The rain petered out and I got to stand over the noble Rhine with the wind in my hair one more time before we disembarked in Boppard. As soon as our shoes hit shore, the deluge started all over again and we found shelter in a conveniently placed Carmelite church. As in Zurich, we evaluated the interior for exactly as long as the heavy rain lasted. Then it was back into the streets in search of the train station. Dripping red cabbage juice from our döner kebab sandwiches we could finally finish lunch as we waited for the train north. Mike is a fan of Beethoven, and there is one city every Beethoven fan should visit for roughly an hour: Bonn. I would briefly be home.
In the warm comfort of the train we could watch even more castles go by and Mike and Tim got to listen to my running commentary on the un-romantic Rhine that begins north of the city of Koblenz (the confluence of the Mosel and Rhine rivers). When we got to the former capital of Western Germany I lead Mike and Tim directly to the scowling centerpiece of the city: Beethoven’s statue. We also ducked into the Münsterbasilica (Münster means “Head” or “Chief” by the by) to see the ancient, chunky basilica - my home parish - then rolled on to Beethoven’s birthplace. We didn’t have time to actually take a tour though. I have yet to make this Bonner pilgrimage through the home of the Romantic composer. I keep waiting for a visitor who has the interest and time. Next weekend, maybe.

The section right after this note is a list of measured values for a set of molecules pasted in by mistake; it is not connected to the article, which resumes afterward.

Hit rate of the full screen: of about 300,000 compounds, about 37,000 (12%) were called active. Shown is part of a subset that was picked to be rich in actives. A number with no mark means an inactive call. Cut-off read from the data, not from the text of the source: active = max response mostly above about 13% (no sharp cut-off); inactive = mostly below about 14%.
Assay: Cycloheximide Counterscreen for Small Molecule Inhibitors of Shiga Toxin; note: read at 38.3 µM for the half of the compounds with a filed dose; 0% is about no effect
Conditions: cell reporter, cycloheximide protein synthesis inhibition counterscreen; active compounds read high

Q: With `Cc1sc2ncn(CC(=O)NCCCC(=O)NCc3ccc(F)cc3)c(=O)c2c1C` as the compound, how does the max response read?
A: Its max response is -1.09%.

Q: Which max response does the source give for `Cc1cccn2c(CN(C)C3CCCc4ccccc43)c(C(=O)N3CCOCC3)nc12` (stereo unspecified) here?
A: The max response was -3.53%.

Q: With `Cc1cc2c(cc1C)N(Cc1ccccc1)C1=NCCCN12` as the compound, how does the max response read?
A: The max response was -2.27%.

Humming the 9th, we turned and went back to the train station. We were really getting our money’s worth out of the rail passes. Unfortunately there was a stamping error on Mike’s and he had to get the mistake corrected at the customer service desk at the Bonn station. All wrongs were made right with three new stamps. It’s not official in Germany until at least two stamps have been applied, so we knew Mike’s pass was extra official with a third.
In Cologne we plugged in our code and our luggage miraculously appeared behind the garage door. Vowing I would find out more about this system, we turned to the tracks leading north. With a “Tschüss” to Germany, we set our sights on the Dutch. In three hours we would be in the international capital of tulips, pot-heads, and 'dam jokes: Amsterdam.
Until then enjoy the first part of this album!